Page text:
Making The Cut

By Julia Sam

Executive chef Pak Chee Yit of Madame Fan reveals why knife skills and cutting techniques are essential in a Chinese kitchen, and shares tips on how to sharpen a home-cooking game.

Chefs who do not consider good blades essential are rare. Knife skills are crucial to all styles of cooking, and even more so in fine Chinese cuisine where they form the fundamentals. According to The Chinese Cook’s Knife (2021), flaunting deft knife skills in the Orient is not just about highlighting aesthetics but creating textures and ensuring ingredients cook properly. So, what is the essence of this skill?

“In Chinese cooking, the way an ingredient is cut is as important as the way it is cooked. Learning how to handle your ingredients is the foundation of our cuisine,” explains executive chef Pak Chee Yit of Madame Fan, a contemporary Cantonese restaurant at JW Marriott Singapore South Beach. “They not only affect the shape, presentation and visual quality of a dish but also its taste.”

His Boston Lobster with Wonton Noodles is prepared with a thick cleaver knife, whereas beef cuts are sliced in the opposite direction of the marbling to prevent them from falling apart. The range of cutting techniques is as varied as the tools involved – a pseudo-art form that took Pak two years to master.

While most Chinese knives are referred to as “cleavers” in English (likely a consequence of their outward resemblance to a Western-style cleaver), each has its place in the kitchen. The difference lies in the thickness of each knife, according to the chef. Knives meant for chopping through meats and bones are typically heavier and thicker, while those designed for precision-heavy tasks like slicing and dicing are thinner.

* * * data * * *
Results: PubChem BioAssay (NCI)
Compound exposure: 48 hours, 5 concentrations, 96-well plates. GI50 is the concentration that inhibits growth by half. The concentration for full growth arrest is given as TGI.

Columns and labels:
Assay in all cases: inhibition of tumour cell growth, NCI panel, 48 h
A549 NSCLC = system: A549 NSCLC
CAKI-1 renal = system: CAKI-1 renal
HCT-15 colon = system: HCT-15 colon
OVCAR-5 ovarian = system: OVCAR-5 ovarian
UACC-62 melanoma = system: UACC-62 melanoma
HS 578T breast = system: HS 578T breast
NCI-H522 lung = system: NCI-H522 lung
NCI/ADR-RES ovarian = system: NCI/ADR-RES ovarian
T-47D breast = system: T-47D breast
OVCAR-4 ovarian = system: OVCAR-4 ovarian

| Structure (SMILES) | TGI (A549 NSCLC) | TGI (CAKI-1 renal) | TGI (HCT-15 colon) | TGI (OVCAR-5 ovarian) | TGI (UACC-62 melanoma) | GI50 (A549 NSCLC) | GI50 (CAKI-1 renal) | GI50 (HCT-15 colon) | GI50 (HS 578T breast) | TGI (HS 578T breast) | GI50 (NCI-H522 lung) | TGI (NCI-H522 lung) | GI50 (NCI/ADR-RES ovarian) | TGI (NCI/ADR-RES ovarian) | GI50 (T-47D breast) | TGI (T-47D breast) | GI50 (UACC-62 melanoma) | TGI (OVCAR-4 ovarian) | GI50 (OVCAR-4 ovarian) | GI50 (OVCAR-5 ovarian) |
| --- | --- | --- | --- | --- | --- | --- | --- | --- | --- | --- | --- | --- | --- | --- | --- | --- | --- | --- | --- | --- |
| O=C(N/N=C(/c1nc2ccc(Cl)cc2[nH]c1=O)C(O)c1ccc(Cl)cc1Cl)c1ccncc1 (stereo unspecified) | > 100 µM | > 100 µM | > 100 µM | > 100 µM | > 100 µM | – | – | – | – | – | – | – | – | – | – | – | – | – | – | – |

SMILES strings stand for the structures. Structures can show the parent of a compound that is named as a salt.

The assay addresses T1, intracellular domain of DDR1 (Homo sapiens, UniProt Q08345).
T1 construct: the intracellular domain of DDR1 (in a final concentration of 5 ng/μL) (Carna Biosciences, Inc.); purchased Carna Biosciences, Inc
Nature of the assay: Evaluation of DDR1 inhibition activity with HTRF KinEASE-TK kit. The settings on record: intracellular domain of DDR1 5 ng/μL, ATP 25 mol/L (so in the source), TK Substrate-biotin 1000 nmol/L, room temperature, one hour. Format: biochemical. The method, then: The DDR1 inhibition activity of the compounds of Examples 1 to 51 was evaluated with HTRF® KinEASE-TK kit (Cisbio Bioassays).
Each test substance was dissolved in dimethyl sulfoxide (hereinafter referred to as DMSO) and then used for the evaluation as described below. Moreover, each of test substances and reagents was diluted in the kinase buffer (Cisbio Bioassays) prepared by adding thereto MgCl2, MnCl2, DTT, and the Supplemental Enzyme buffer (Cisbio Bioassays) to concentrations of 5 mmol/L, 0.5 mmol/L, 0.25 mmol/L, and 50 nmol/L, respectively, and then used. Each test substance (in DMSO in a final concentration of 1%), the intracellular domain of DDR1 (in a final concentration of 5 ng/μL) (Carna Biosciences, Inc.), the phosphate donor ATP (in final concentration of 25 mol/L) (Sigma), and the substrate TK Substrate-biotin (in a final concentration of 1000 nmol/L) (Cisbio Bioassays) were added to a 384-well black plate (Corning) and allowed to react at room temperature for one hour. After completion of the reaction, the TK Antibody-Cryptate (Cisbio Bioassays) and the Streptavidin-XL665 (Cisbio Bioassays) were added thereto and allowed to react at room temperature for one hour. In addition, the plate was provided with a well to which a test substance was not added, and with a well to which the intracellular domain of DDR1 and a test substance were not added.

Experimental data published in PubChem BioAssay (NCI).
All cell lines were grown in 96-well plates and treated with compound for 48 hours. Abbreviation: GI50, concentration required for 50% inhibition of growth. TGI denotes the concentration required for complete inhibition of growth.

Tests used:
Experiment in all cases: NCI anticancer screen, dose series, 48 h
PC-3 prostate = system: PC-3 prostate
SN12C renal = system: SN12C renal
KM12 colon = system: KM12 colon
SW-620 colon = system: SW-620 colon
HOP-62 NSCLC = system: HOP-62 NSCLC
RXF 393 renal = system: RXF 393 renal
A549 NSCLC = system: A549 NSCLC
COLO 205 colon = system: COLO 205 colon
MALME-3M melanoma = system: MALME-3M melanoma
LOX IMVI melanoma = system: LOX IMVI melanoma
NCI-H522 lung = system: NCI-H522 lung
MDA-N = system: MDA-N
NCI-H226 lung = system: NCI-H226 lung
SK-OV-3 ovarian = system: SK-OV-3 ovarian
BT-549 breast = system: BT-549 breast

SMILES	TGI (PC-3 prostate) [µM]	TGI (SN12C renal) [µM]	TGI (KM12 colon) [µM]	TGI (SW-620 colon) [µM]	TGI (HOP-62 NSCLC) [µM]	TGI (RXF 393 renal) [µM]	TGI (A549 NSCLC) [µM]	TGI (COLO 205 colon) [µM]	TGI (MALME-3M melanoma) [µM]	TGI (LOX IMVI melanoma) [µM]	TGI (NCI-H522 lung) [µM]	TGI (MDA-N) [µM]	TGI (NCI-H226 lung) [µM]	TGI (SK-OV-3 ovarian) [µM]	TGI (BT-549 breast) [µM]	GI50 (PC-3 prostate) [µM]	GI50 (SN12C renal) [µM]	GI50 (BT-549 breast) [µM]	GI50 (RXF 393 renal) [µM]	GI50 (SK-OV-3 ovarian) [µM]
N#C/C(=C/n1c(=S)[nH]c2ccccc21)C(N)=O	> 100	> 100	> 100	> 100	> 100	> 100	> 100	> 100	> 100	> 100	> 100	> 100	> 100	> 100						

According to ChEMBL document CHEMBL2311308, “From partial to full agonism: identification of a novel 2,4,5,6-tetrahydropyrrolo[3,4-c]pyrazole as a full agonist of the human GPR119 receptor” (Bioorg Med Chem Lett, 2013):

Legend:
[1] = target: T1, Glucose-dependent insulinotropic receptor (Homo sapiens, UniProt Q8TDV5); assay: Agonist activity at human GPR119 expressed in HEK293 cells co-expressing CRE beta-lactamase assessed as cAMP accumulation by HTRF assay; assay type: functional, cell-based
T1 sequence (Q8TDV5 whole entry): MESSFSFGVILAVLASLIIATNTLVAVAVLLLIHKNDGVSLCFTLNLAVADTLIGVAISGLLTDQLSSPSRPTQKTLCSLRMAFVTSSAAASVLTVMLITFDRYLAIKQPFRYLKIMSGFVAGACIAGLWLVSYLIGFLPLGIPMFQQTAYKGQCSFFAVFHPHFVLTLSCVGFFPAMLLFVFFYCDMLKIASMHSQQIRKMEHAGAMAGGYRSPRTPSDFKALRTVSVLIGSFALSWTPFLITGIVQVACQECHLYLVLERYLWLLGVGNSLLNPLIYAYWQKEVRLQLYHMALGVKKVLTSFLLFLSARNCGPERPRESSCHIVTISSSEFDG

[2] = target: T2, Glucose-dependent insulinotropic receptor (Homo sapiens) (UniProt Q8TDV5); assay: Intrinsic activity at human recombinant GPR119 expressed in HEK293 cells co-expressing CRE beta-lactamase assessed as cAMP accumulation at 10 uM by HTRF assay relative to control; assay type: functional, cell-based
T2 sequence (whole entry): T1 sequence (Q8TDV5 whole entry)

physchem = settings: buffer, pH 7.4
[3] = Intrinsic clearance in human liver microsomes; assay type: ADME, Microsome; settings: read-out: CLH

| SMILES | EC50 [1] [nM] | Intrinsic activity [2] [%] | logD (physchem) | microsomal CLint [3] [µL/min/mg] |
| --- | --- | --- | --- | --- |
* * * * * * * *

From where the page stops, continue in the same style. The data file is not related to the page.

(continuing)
In fact, Pak enthusiastically demonstrated his prowess with three primary types of Chinese cutting techniques during our interview. There’s the pull cut, where the heel of the blade is engaged and pulled towards the wielder in a single, swift stroke. The technique is used to minimise bruising of tender greens or for cutting up raw meats that tend to stick to the blade. The back slice, also known as “chiffonade” in French cooking, is used to create fine slices of delicate ingredients like herbs and spices. Pak also showed us the chop technique which minces large quantities of meat, seafood and vegetables.

The skill, he stresses, is not a manual alternative to a food processor or a meat grinder – at least in Chinese cooking. Instead, it is used in place of blending for the dish to achieve a distinctly different, lighter and softer texture. Think Lion’s Head meatballs or a traditional Cantonese steamed meat patty.

And for us average Joes at home, safe handling is paramount. “Always look out for your non-dominant hand while you’re holding the knife in your dominant hand. Hold the knife low and close to the chopping board to prevent accidents,” advises Pak. “Do not overthink your dish. Keep the list of ingredients required to a minimum so you have better control over the process.”